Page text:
Singapore Government Press Release
Media Relations Division, Ministry of Information, Communications and the Arts,
MITA Building, 140 Hill Street, 2nd Storey, Singapore 179369
SPEECH BY SENIOR MINISTER GOH CHOK TONG AT THE INDIAN COMMUNITY TRIBUTE DINNER ON SATURDAY, 2 APRIL 2005, AT 7.10 PM AT THE GRAND BALLROOM, RITZ-CARLTON HOTEL
My wife and I thank you for honouring us with this event.� We also thank Dr R Theyvendran and his Organising Committee for their time and effort.� We are particularly grateful that all the various sectors of the Indian community and grassroots organisations have come together to organise this dinner.
Many of you may recall these words of Shakespeare in Twelfth Night:
� �.some men
Are born great, some achieve greatness, and
Some have greatness thrust upon them.�
Among the Singapore leaders, you know of course who was born great.� As to who has achieved greatness, well, Lee Hsien Loong has just taken on the job as Prime Minister.� As for me, alas, I only had responsibility thrust upon me.� But I am not complaining.� I am fulfilled knowing that I have discharged this responsibility of looking after Singapore.
You have organised tonight�s function to pay tribute to what I had done for Singapore and your community during my term as Prime Minister.� I thank you for this and for your steadfast support, warmth and friendship.� I also want to pay a tribute to you for your significant contribution to a peaceful, harmonious and prosperous Singapore.
Though the Indian community forms less than 10 percent of the population, your contribution far exceeds this and can be seen everywhere.� You have distinguished yourselves in diverse fields like politics, medicine, law, education, business and other professions.� You have done well not just at the very top.� The entire community has also played an important role in Singapore�s development and nation-building.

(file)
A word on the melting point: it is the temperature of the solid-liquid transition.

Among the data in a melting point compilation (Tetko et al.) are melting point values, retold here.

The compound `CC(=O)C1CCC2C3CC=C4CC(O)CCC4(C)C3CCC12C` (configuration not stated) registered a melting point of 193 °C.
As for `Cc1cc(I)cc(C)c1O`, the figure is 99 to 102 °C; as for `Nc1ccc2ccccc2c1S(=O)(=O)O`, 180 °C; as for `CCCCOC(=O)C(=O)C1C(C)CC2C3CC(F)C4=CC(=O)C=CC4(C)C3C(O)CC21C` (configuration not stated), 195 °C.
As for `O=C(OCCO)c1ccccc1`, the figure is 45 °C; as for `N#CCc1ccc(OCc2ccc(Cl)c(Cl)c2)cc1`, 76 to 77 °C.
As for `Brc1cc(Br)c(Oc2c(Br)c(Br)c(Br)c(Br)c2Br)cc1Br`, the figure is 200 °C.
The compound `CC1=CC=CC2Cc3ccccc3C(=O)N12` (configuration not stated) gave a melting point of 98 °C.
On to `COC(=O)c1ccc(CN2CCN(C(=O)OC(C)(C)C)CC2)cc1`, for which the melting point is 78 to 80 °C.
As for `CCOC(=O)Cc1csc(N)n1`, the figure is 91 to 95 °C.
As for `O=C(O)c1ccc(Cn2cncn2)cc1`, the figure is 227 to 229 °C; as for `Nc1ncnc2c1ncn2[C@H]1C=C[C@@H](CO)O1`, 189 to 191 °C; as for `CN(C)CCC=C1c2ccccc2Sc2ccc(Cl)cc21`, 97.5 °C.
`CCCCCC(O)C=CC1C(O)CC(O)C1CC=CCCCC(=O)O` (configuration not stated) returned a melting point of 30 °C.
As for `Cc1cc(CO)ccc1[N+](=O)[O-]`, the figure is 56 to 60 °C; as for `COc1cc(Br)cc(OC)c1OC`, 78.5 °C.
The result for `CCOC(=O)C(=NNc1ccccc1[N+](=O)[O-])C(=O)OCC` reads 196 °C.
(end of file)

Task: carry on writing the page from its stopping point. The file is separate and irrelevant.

Your achievements are a testament to the two core principles fundamental to Singapore - meritocracy and multi-racialism.
Your community also possesses the spirit of self-help.� I am happy that those in the community who have done well do not just selfishly focus on advancing their own careers.� Instead, through active involvement in community and welfare programmes, they have helped to uplift the lives of the needy and less able.� I take this opportunity to acknowledge the good work done by SINDA and other Indian organisations.� I hope that more of you will step forward to make a difference to the lives of those who need help.
What more can the Indian community do for itself and Singapore?� I will focus on only one area which is close to my heart � and something which I will continue to do as Senior Minister - building long-term relations with India.
I have always believed that it is in Singapore�s interests to build strong abiding relations with India.
First, we have a substantial Indian community in Singapore.� Hence, it is useful to maintain our links with one of the ancestral homelands of our forefathers.� As Singapore is a young country, we can gain ballast by drawing from the culture and heritage of an ancient and glorious civilisation like India�s.
Second, I believe that India will emerge as a major economic power and geopolitical player.� Singapore can benefit from India�s growth just as we are benefiting from China�s.
I made my first official visit to India in 1994.� The late Prime Minister Narasimha Rao had invited me to India�s Republic Day.� I was struck by his intention to reform the Indian economy, albeit slowly.� I recognized the potential of the country, should he succeed in doing this.� I returned to Singapore determined to spark off an �India fever�.� Although at that time many doubted India�s commitment to economic openness, I never lost faith in India.� I continued to visit India regularly and encouraged Singaporeans to invest in India.� Now, I am more convinced than ever before that India will stay the course on economic reform and liberalisation.� But it will advance at a pace which will not cost the government to lose elections.